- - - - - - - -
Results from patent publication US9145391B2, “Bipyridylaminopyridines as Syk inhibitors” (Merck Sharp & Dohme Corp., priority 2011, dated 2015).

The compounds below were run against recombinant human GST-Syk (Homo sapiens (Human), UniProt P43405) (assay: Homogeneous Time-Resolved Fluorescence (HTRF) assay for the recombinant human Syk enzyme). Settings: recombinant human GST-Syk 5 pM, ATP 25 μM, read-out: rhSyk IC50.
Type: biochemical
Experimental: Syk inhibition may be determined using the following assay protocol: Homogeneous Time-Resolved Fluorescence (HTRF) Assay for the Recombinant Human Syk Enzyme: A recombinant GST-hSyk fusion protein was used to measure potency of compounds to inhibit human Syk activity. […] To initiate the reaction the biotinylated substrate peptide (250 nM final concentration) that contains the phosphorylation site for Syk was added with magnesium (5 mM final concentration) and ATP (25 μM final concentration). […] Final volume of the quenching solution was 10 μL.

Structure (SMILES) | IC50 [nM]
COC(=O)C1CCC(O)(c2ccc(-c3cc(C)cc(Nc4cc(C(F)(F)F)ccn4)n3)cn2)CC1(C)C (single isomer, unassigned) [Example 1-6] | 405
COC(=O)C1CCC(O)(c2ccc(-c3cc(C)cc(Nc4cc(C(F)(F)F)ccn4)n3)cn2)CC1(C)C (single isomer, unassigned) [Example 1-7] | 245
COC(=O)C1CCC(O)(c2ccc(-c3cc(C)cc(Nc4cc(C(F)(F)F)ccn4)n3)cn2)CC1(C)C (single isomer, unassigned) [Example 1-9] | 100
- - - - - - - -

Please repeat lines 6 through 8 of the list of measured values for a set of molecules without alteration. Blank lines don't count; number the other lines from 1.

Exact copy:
COC(=O)C1CCC(O)(c2ccc(-c3cc(C)cc(Nc4cc(C(F)(F)F)ccn4)n3)cn2)CC1(C)C (single isomer, unassigned) [Example 1-6] | 405
COC(=O)C1CCC(O)(c2ccc(-c3cc(C)cc(Nc4cc(C(F)(F)F)ccn4)n3)cn2)CC1(C)C (single isomer, unassigned) [Example 1-7] | 245
COC(=O)C1CCC(O)(c2ccc(-c3cc(C)cc(Nc4cc(C(F)(F)F)ccn4)n3)cn2)CC1(C)C (single isomer, unassigned) [Example 1-9] | 100